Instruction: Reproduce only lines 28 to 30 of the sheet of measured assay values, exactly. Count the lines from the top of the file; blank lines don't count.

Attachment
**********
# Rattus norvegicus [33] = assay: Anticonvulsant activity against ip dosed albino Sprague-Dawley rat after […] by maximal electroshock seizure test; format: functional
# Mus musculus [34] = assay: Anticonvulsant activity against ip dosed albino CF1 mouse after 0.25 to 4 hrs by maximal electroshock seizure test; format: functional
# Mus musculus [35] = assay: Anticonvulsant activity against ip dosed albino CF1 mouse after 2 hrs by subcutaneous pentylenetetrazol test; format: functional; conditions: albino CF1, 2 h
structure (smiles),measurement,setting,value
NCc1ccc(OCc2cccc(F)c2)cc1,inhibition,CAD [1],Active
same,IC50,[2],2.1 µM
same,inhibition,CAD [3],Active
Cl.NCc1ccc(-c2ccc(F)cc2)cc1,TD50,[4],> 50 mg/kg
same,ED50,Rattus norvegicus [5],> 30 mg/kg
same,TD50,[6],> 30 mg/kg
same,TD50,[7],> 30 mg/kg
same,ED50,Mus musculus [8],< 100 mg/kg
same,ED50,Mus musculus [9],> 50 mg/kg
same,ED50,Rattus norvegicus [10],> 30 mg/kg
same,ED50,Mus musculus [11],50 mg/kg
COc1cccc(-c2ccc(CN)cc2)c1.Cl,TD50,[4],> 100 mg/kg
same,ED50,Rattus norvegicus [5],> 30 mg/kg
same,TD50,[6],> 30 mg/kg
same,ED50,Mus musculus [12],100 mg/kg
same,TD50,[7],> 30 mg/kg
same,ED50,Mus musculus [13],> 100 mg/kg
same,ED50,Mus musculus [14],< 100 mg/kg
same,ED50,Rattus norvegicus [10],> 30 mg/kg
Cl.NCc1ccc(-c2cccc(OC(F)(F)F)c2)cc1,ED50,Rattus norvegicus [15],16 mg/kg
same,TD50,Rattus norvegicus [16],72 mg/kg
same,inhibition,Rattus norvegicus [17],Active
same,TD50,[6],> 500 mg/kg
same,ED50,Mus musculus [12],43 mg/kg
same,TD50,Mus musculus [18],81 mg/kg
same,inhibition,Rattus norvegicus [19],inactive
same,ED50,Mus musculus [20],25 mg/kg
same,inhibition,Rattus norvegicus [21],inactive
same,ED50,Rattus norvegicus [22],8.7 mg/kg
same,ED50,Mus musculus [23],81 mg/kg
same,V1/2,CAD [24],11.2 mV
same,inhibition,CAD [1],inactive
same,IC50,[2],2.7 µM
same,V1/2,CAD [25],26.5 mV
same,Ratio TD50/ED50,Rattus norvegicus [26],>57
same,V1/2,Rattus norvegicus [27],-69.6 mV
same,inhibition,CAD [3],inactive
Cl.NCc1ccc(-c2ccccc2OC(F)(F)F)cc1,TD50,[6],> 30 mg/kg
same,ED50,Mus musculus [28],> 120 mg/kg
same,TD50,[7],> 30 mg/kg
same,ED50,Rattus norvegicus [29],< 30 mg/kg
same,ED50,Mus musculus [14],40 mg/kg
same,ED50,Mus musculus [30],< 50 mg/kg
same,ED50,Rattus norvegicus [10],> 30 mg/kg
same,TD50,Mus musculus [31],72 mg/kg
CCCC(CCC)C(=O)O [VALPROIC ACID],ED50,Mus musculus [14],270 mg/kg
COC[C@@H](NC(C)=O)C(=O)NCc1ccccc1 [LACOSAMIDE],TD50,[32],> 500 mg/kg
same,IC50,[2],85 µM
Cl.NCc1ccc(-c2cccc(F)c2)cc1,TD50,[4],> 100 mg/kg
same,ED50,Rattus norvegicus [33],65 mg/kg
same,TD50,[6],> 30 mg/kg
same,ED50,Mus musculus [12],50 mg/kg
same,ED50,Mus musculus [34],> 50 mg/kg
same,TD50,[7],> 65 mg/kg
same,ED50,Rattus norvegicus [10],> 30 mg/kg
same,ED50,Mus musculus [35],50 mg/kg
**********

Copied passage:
same,ED50,Mus musculus [12],43 mg/kg
same,TD50,Mus musculus [18],81 mg/kg
same,inhibition,Rattus norvegicus [19],inactive